Risk management for people with inherited CDK4 mutations
The National Comprehensive Cancer Network (NCCN) provides risk management guidelines for men and women with CDK4 mutations. We recommend that you speak with a genetics expert who can look at your personal and family history of cancer and can help you determine the best risk management plan. You can learn more about risk management options in our section on Screening and Risk Reduction by Cancer Type.
Melanoma screening and prevention
- Perform regular self-exams to look for skin changes. Have a friend or family member help with hard to see areas of the body.
- Watch moles closely for any signs of change in shape, size, or color.
- Dermatologists may take pictures of the skin and moles, known as mole mapping, or view moles with a hand-held device known as a dermatoscope. Any suspicious moles or other skin changes should be removed by a doctor so the tissue can be analyzed under a microscope.
- Due to the high risk of multiple melanomas, people with familial melanoma and/or CDK4 gene mutations should avoid sun exposure and take steps to protect themselves when outdoors.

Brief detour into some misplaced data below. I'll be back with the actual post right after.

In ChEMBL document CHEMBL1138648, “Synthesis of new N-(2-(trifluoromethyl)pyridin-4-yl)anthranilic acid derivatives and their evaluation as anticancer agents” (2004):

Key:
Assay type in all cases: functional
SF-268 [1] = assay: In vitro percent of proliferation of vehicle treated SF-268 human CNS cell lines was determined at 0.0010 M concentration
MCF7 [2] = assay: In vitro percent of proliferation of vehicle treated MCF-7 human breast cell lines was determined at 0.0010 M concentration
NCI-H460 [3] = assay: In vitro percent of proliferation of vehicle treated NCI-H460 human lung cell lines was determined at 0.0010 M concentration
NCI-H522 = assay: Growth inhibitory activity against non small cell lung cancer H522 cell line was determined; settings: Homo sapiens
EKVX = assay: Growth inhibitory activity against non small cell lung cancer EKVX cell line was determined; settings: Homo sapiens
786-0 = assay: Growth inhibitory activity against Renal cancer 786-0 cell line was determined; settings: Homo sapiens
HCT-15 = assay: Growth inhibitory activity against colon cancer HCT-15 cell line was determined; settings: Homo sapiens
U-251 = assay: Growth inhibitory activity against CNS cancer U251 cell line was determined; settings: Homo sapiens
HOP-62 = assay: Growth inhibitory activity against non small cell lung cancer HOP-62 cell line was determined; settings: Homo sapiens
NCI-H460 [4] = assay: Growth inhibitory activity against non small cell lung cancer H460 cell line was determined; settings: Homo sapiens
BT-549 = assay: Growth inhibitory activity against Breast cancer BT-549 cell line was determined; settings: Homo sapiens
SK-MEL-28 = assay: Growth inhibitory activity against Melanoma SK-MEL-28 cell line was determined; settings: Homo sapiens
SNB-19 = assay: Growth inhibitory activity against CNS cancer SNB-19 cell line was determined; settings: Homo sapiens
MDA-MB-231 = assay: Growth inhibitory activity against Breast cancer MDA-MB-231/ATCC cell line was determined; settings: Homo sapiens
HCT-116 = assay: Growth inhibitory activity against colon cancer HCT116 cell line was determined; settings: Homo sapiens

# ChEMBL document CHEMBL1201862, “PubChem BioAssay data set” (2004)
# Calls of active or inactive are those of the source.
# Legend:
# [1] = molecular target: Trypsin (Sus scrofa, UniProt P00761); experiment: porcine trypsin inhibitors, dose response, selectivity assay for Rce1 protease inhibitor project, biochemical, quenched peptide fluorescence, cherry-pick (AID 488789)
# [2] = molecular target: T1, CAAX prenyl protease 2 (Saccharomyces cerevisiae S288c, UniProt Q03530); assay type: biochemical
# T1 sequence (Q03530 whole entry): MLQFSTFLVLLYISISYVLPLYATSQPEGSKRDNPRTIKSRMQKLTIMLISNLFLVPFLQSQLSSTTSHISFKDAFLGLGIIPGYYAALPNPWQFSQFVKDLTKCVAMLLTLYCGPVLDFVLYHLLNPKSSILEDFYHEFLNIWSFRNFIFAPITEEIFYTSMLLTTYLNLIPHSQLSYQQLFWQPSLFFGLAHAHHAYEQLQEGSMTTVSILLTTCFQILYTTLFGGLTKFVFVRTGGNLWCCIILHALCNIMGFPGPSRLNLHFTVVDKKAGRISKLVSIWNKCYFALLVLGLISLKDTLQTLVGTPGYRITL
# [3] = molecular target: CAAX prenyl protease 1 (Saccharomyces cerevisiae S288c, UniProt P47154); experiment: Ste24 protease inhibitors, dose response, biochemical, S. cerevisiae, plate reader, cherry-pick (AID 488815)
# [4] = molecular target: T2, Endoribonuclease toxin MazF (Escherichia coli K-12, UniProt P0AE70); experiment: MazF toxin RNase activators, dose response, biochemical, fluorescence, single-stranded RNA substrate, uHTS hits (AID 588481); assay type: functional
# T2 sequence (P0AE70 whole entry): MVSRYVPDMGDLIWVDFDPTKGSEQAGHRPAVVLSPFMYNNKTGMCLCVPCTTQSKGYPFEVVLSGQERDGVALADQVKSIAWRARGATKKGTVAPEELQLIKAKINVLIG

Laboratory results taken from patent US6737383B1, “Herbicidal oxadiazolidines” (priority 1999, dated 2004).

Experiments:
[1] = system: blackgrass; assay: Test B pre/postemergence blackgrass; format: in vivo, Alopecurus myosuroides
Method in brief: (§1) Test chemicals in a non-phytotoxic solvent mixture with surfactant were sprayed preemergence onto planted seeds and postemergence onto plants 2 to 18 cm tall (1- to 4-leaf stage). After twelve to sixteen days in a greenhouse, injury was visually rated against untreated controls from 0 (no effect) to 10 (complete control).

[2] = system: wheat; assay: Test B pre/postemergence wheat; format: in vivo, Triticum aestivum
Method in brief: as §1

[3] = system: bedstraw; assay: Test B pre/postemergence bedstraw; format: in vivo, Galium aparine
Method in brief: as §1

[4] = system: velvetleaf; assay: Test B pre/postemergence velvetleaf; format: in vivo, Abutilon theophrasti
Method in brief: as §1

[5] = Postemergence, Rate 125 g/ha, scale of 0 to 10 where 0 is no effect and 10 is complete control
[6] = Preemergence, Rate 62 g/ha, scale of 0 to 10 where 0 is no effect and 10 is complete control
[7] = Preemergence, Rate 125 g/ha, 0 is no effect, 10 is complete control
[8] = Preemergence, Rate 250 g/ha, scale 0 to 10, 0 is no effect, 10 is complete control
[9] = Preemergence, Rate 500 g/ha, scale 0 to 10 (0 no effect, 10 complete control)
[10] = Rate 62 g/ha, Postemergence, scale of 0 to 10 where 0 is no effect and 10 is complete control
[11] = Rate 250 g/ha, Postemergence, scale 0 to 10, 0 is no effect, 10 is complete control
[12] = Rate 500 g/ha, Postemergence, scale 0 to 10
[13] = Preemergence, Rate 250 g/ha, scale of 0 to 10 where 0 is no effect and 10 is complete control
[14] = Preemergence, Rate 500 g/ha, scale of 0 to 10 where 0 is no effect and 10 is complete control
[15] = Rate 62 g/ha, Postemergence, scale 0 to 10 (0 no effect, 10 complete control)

- Children in families that have familial melanoma and/or CDK4 gene mutations should begin screening by age 10.
- In people that have had melanoma, thorough skin exams should be performed every 3 to 6 months by a .
FORCE offers many peer support programs for people with inherited mutations.
- Our Message Boards allow people to connect with others who share their situation. Once registered, you can post on the Diagnosed With Cancer board to connect with other people who have been diagnosed.
- Our Peer Navigation Program will match you with a volunteer who shares your mutation and situation.
- Our moderated, private Facebook group allows you to connect with other community members 24/7.
- Check out our virtual and in-person support meeting calendar.
- Join one of our Zoom community group meetings.